The Illinois Supreme Court ruled Thursday that Adolfo Davis, who was 16 when sentenced to mandatory life without parole for murder, will be eligible for new sentencing in a ruling that cracks open the door for scores of other inmates convicted while young to potentially live outside of prison as free.
With the Adolfo Davis sentence appeal set to be decided at any time, the fate of the others serving juvenile life without parole sentences in Illinois will fall into the hands of the precedent set by the case.
CHICAGO — National mental health organizations and experts are calling for reforming mental health services for incarcerated youth after recent reports revealed startlingly high numbers of mental health disorder in the population. Up to 70 percent of youths who come in contact with the juvenile justice system have a diagnosable mental health disorder, according to a Mental Health and Juvenile Justice Collaborative for Change white paper published Thursday. On average, up to 600,000 youths are in detention centers and 70,000 youths are in correctional facilities every day. Many of those youths are in detention for committing minor, non-violent offenses, according to the white paper. But once inside detention and facilities, youth do not receive proper treatment for mental health disorders.
CHICAGO — In 2007, Northwestern University Law School’s Children and Family Justice Center and the National Juvenile Defender Center collaborated to identify key issues in Illinois with juvenile access to counsel and representation in proceedings. Seven years later, it is still unclear whether the state has found solutions to any of those problems. Rather, Illinois has found itself riddled with additional challenges as its juvenile prisons came under fire for numerous reports of sexual assault.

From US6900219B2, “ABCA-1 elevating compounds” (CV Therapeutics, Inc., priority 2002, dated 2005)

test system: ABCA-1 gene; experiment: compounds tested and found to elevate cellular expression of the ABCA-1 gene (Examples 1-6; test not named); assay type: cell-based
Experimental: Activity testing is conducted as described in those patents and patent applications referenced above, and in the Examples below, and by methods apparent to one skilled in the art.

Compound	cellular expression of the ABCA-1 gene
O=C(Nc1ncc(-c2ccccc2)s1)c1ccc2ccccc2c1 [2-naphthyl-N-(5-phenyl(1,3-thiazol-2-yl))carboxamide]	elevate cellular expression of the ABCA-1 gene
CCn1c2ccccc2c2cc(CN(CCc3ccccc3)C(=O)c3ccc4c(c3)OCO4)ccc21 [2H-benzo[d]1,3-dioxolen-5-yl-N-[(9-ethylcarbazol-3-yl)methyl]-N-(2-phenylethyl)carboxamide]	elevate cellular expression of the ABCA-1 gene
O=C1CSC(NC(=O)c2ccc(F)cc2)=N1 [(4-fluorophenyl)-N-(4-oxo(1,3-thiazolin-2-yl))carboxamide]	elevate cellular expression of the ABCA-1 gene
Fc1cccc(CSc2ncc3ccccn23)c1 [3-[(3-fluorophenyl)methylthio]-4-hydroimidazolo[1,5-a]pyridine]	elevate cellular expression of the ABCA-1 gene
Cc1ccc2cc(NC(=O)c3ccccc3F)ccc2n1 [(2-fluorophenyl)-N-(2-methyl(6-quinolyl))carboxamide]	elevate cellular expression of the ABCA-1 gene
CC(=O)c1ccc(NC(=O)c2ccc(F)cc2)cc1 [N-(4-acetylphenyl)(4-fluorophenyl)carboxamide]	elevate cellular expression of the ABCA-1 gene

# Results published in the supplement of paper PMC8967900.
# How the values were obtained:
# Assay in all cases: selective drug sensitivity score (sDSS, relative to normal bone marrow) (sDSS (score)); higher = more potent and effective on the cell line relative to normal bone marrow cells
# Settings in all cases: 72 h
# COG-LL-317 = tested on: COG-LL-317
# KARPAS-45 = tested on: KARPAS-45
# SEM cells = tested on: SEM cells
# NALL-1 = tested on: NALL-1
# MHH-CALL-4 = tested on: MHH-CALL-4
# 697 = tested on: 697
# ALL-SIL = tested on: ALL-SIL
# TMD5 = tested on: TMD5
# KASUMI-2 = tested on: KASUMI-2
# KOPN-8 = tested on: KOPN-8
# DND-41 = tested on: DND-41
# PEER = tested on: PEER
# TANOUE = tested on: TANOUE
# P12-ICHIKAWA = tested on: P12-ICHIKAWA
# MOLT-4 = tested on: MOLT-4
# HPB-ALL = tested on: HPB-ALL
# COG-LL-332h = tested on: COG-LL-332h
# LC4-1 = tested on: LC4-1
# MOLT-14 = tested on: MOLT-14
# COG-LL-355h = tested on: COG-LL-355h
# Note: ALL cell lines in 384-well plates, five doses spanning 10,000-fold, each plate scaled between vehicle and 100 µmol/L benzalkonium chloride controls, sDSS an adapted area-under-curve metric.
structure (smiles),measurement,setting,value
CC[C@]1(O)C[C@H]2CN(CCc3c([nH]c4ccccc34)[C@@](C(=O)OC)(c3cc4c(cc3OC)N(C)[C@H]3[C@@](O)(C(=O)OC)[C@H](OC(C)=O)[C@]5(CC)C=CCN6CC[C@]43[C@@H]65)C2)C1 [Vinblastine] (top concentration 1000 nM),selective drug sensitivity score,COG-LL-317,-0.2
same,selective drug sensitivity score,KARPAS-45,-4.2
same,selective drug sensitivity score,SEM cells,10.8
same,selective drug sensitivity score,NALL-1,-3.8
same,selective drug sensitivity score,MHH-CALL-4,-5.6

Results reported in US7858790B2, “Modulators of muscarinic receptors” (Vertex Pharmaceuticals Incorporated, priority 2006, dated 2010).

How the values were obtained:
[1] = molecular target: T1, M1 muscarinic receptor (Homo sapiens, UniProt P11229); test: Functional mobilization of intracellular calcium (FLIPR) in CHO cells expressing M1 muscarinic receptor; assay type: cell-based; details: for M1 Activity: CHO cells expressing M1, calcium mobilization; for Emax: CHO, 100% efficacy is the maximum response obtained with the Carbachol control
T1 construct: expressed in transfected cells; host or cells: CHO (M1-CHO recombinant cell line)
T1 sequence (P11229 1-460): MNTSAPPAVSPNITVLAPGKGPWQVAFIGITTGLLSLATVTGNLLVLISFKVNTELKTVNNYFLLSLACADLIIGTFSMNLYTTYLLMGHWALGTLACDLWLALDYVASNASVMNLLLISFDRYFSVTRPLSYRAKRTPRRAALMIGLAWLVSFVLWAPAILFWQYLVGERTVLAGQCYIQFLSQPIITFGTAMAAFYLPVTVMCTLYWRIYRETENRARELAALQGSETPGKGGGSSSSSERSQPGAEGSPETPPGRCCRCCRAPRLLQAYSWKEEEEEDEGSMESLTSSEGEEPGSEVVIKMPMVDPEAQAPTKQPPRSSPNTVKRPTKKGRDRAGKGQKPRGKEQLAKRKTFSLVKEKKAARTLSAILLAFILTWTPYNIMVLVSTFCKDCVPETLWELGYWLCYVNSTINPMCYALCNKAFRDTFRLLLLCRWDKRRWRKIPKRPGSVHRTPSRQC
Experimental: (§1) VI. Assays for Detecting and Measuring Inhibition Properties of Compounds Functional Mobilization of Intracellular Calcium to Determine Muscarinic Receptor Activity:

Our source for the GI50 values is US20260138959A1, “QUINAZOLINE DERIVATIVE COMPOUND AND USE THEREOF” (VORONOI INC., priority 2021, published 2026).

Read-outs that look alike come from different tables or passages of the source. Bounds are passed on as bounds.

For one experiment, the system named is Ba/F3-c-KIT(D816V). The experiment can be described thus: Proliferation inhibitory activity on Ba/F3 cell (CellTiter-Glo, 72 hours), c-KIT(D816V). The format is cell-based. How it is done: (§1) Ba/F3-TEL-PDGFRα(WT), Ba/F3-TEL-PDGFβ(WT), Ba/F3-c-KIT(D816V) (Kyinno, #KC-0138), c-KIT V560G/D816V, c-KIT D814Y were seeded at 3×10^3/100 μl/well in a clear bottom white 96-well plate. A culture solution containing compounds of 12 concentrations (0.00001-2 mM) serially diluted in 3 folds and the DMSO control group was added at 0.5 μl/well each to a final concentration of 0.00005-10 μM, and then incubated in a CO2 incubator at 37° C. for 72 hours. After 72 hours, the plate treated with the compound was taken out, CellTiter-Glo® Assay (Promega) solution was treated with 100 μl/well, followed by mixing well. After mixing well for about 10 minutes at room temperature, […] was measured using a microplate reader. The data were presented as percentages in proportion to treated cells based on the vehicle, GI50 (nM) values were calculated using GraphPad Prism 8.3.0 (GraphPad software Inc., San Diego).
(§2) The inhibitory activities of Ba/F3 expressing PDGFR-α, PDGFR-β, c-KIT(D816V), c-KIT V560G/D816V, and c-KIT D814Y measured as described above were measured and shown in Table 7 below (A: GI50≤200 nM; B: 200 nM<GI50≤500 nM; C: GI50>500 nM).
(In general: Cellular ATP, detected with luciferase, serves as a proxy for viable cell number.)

“I think it’s hard to bring [this study] up to date because I don’t know that anyone’s followed up,” said Julie Biehl, director at the Children and Family Justice Center. The report’s major findings included untimely appointment of counsel and pressure for children to plea guilty without complete understanding of the consequences. Many of the issues correlated with the volume of cases despite inadequate number of public defenders available for them. “Public defender offices are always underresourced,” said Anne Helms, pro bono counsel with law firm DLA Piper.
CHICAGO — Childhood aggression may have more to do with a child’s genes than his or her surroundings, a new study has found. But environment and parenting remain key factors in the upbringing of young children, according to child development experts. Montreal researchers claim that genetic factors may contribute more to a small child’s tendency to be physically aggressive than environmental factors. To arrive at the root causes of physical aggression in young children, researchers at the University of Montreal conducted a study and posted new findings that could help clear up the perennial nature-versus-nurture debate. Their findings: that the genetic makeup has more impact than does surrounding environment on whether a child likely will act out aggressively toward other children, adults or possessions.
The White House sent a message to schools across the country Wednesday to abandon severe discipline policies shown to criminalize students for infringements that could be handled without law enforcement.
In this two-part package, The Chicago Bureau takes a look at the newly reintroduced legislation, analyzing both its prospects for Congressional passage this time around and the concerns raised by some juvenile justice experts, who say that the violence prevention and intervention strategies favored by the Youth PROMISE Act will be of limited effectiveness.